Jim Barrett stands next to a wellpad on his farm in Bradford County. He says Chesapeake Energy, which drilled four natural gas wells on his land, is cheating him out of royalty money. He is part of a class-action lawsuit against the company, which is separate from a case involving Chesapeake that's being pursued by the state Attorney General.
Marie Cusick / StateImpact Pennsylvania
Royalties: Why some strike it rich in the natural gas patch, and others strike out
As the Harrisburg reporter for StateImpact Pennsylvania, Marie Cusick covers energy and environmental issues for public radio stations statewide. She’s also part of NPR’s energy and environment team, which coordinates coverage between the network and select member station reporters around the country. Her work frequently airs on NPR shows including Morning Edition, All Things Considered, and Weekend Edition. Since 2012, Marie has closely followed the political, social, environmental, and economic effects of Pennsylvania’s natural gas boom. Her work has been recognized at the regional and national levels– honors include a Sigma Delta Chi Award from the Society of Professional Journalists and a national Edward R. Murrow Award from the Radio Television Digital News Association. Previously, Marie was a multimedia reporter for WMHT in Albany, New York and covered technology for the station’s statewide public affairs TV show, New York NOW. In 2018, she became StateImpact’s first FAA-licensed drone pilot.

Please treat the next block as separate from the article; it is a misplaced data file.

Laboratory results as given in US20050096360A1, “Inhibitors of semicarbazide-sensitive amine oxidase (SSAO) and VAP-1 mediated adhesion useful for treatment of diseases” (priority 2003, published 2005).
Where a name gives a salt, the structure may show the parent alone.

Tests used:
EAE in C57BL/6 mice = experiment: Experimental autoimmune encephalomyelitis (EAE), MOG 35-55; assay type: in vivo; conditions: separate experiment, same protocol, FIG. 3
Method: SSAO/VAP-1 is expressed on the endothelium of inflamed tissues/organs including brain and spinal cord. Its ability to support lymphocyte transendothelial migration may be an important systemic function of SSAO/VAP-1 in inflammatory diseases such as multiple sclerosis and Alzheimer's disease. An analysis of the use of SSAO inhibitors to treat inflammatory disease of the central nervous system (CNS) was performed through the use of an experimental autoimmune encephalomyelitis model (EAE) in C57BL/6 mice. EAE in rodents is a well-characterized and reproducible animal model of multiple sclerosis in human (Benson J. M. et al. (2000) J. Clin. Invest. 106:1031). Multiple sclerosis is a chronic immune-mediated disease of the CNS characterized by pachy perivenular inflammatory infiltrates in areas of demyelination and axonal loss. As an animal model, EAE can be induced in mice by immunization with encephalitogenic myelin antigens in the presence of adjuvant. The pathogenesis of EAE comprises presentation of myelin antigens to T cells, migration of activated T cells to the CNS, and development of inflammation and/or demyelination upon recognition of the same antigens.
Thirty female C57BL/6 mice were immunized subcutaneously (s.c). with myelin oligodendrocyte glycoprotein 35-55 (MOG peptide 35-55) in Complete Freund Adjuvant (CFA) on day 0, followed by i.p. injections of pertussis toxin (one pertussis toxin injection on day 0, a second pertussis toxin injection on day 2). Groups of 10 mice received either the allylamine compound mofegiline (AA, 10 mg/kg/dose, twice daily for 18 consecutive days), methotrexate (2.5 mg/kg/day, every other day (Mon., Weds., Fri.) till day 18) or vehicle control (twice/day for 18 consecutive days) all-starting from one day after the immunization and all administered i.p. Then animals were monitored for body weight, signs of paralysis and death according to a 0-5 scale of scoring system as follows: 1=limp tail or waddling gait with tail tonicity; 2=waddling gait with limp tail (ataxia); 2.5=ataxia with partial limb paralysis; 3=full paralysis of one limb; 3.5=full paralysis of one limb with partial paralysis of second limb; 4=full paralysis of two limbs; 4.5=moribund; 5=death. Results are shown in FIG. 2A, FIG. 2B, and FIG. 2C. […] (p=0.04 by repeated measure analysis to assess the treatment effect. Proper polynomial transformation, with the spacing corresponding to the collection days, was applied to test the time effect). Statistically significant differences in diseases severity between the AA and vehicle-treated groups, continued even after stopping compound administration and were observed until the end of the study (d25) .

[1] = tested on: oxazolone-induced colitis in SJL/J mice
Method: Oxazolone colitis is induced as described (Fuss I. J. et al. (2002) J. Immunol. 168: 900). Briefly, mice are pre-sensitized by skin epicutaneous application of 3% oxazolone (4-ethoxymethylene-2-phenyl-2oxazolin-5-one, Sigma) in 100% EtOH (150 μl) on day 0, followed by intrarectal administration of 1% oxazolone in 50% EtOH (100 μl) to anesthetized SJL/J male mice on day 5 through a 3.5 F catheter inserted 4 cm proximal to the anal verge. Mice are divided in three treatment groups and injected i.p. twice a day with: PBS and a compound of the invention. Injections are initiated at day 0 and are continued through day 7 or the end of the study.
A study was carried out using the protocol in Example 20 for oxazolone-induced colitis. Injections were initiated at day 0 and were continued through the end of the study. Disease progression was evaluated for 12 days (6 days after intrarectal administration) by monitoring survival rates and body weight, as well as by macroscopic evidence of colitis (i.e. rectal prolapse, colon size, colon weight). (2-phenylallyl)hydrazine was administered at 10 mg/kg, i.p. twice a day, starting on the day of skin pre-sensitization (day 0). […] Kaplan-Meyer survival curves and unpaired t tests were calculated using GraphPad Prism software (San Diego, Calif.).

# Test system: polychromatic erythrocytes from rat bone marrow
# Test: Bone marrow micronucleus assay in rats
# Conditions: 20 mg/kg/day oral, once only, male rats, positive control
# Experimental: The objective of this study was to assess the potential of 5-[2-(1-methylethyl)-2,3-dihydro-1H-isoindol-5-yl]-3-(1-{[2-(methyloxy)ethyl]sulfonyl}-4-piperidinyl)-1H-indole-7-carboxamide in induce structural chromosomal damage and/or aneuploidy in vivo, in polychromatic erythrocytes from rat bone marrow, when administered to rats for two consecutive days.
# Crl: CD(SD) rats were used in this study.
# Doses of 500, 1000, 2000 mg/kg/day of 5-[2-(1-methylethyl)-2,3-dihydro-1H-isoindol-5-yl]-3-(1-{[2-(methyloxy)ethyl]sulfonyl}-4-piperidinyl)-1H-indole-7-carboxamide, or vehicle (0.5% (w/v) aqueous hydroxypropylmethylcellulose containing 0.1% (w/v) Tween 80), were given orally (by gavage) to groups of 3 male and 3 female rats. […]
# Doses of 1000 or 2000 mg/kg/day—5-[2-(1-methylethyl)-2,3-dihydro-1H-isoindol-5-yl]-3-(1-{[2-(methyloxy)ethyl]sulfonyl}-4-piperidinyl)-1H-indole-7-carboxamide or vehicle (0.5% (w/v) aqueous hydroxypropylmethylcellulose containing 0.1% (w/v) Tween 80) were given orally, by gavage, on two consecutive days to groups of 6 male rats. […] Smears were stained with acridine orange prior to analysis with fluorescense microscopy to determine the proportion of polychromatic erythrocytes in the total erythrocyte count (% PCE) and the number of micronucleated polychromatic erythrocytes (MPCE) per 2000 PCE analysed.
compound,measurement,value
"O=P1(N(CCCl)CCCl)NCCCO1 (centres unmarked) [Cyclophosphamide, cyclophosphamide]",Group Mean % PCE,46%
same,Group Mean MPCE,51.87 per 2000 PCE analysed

Amy Sisk reports for StateImpact Pennsylvania and WESA, Pittsburgh's NPR member station. She comes to Pennsylvania from another energy-rich state, North Dakota, where she told stories from coal mines, wind farms and the Bakken oil patch for Inside Energy and Prairie Public Broadcasting. Amy's stories often air on NPR, including those from the eight months she spent following the Dakota Access Pipeline protests. A reporting trip to the Bakken during its boom years sparked her interest in energy. Ever since, she's covered the industry -- from the way it is regulated to its influence on policy to its impact on people and the environment.
Jim Barrett stands next to a wellpad on his farm in Bradford County. He says Chesapeake Energy, which drilled four natural gas wells on his land, is cheating him out of royalty money.
When natural gas companies approached Charlie Clark and Jim Barrett about the minerals under their farms, the northern Pennsylvania landowners in neighboring counties both decided to let them drill.
They hoped — like so many landowners — to bring in some extra cash.
For Clark, the decision has paid off. But Barrett says he feels cheated, and is now suing his gas company.